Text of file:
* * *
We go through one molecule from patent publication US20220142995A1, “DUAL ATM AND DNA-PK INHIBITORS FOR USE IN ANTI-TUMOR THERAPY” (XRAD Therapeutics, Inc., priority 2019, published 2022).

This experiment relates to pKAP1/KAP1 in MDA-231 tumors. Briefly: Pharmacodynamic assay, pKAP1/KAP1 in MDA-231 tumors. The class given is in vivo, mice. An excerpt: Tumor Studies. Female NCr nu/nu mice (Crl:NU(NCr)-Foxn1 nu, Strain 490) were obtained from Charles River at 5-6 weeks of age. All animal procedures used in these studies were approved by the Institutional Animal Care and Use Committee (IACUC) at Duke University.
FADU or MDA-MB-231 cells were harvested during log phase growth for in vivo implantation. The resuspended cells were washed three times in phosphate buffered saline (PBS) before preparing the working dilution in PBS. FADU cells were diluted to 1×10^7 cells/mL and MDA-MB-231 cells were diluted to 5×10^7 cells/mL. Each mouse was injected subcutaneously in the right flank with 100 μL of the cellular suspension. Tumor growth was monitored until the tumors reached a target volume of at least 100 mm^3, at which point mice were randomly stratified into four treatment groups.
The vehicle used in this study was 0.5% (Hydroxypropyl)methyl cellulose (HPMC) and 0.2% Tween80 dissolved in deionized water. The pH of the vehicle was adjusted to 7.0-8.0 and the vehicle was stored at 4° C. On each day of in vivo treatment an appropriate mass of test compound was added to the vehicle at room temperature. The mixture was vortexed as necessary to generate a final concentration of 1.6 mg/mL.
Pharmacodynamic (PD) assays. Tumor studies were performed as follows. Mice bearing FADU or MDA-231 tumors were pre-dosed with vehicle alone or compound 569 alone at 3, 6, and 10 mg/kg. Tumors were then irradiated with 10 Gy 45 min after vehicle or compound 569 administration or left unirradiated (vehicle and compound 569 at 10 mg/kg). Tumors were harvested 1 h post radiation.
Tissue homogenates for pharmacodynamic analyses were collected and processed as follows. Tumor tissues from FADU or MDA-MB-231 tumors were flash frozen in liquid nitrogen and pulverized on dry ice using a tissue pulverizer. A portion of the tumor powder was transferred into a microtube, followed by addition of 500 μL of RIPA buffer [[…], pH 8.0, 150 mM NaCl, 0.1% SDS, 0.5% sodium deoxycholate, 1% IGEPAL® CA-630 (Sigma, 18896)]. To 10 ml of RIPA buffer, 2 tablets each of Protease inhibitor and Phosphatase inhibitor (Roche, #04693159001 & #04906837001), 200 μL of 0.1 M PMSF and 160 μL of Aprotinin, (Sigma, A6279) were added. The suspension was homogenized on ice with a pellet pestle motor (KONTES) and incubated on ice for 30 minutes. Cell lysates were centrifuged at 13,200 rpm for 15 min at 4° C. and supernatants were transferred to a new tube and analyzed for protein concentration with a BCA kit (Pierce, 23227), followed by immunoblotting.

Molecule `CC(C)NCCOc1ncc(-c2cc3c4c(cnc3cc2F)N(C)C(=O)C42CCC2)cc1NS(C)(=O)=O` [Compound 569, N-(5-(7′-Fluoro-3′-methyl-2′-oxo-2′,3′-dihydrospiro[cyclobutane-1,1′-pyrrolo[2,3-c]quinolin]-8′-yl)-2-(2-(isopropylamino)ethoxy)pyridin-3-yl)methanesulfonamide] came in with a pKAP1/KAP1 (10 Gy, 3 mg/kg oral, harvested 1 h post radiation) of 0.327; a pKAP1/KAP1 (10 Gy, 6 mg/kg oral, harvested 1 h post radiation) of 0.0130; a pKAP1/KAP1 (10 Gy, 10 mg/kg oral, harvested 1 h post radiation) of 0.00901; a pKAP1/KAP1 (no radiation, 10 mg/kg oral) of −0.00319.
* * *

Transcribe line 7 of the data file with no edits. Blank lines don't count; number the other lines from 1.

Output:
Molecule `CC(C)NCCOc1ncc(-c2cc3c4c(cnc3cc2F)N(C)C(=O)C42CCC2)cc1NS(C)(=O)=O` [Compound 569, N-(5-(7′-Fluoro-3′-methyl-2′-oxo-2′,3′-dihydrospiro[cyclobutane-1,1′-pyrrolo[2,3-c]quinolin]-8′-yl)-2-(2-(isopropylamino)ethoxy)pyridin-3-yl)methanesulfonamide] came in with a pKAP1/KAP1 (10 Gy, 3 mg/kg oral, harvested 1 h post radiation) of 0.327; a pKAP1/KAP1 (10 Gy, 6 mg/kg oral, harvested 1 h post radiation) of 0.0130; a pKAP1/KAP1 (10 Gy, 10 mg/kg oral, harvested 1 h post radiation) of 0.00901; a pKAP1/KAP1 (no radiation, 10 mg/kg oral) of −0.00319.